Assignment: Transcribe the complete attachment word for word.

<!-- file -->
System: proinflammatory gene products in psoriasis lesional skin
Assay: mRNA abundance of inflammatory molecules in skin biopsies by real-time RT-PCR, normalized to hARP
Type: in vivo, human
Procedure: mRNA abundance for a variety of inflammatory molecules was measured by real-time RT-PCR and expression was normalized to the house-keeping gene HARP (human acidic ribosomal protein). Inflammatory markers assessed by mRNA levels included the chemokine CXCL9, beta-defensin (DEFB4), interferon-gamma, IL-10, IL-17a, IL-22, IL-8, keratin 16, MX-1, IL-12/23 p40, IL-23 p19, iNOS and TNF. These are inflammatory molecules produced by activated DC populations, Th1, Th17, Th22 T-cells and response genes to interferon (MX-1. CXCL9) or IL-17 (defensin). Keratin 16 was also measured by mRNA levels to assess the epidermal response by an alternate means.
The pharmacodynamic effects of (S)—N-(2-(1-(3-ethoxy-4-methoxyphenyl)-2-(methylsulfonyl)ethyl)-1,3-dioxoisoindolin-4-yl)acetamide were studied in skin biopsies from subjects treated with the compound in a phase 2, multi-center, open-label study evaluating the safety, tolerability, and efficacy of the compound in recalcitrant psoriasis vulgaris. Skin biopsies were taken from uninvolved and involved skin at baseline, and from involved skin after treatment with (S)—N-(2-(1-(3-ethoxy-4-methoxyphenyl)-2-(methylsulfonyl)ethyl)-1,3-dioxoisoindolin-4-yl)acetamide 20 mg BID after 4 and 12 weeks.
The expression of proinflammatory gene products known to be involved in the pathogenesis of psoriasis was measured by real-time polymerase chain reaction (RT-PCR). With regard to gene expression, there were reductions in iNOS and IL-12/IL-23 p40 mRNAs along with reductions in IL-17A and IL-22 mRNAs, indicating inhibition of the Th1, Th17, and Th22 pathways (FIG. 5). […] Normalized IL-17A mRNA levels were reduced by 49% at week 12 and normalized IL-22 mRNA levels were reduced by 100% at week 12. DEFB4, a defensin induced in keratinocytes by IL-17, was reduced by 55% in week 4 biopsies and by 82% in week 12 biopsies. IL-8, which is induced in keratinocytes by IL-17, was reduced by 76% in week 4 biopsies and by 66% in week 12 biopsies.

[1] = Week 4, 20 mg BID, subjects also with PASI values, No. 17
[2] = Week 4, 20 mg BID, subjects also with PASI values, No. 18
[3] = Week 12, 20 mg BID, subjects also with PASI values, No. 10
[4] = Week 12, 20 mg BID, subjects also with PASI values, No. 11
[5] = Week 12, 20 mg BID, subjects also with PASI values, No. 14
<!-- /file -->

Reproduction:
System: proinflammatory gene products in psoriasis lesional skin
Assay: mRNA abundance of inflammatory molecules in skin biopsies by real-time RT-PCR, normalized to hARP
Type: in vivo, human
Procedure: mRNA abundance for a variety of inflammatory molecules was measured by real-time RT-PCR and expression was normalized to the house-keeping gene HARP (human acidic ribosomal protein). Inflammatory markers assessed by mRNA levels included the chemokine CXCL9, beta-defensin (DEFB4), interferon-gamma, IL-10, IL-17a, IL-22, IL-8, keratin 16, MX-1, IL-12/23 p40, IL-23 p19, iNOS and TNF. These are inflammatory molecules produced by activated DC populations, Th1, Th17, Th22 T-cells and response genes to interferon (MX-1. CXCL9) or IL-17 (defensin). Keratin 16 was also measured by mRNA levels to assess the epidermal response by an alternate means.
The pharmacodynamic effects of (S)—N-(2-(1-(3-ethoxy-4-methoxyphenyl)-2-(methylsulfonyl)ethyl)-1,3-dioxoisoindolin-4-yl)acetamide were studied in skin biopsies from subjects treated with the compound in a phase 2, multi-center, open-label study evaluating the safety, tolerability, and efficacy of the compound in recalcitrant psoriasis vulgaris. Skin biopsies were taken from uninvolved and involved skin at baseline, and from involved skin after treatment with (S)—N-(2-(1-(3-ethoxy-4-methoxyphenyl)-2-(methylsulfonyl)ethyl)-1,3-dioxoisoindolin-4-yl)acetamide 20 mg BID after 4 and 12 weeks.
The expression of proinflammatory gene products known to be involved in the pathogenesis of psoriasis was measured by real-time polymerase chain reaction (RT-PCR). With regard to gene expression, there were reductions in iNOS and IL-12/IL-23 p40 mRNAs along with reductions in IL-17A and IL-22 mRNAs, indicating inhibition of the Th1, Th17, and Th22 pathways (FIG. 5). […] Normalized IL-17A mRNA levels were reduced by 49% at week 12 and normalized IL-22 mRNA levels were reduced by 100% at week 12. DEFB4, a defensin induced in keratinocytes by IL-17, was reduced by 55% in week 4 biopsies and by 82% in week 12 biopsies. IL-8, which is induced in keratinocytes by IL-17, was reduced by 76% in week 4 biopsies and by 66% in week 12 biopsies.

[1] = Week 4, 20 mg BID, subjects also with PASI values, No. 17
[2] = Week 4, 20 mg BID, subjects also with PASI values, No. 18
[3] = Week 12, 20 mg BID, subjects also with PASI values, No. 10
[4] = Week 12, 20 mg BID, subjects also with PASI values, No. 11
[5] = Week 12, 20 mg BID, subjects also with PASI values, No. 14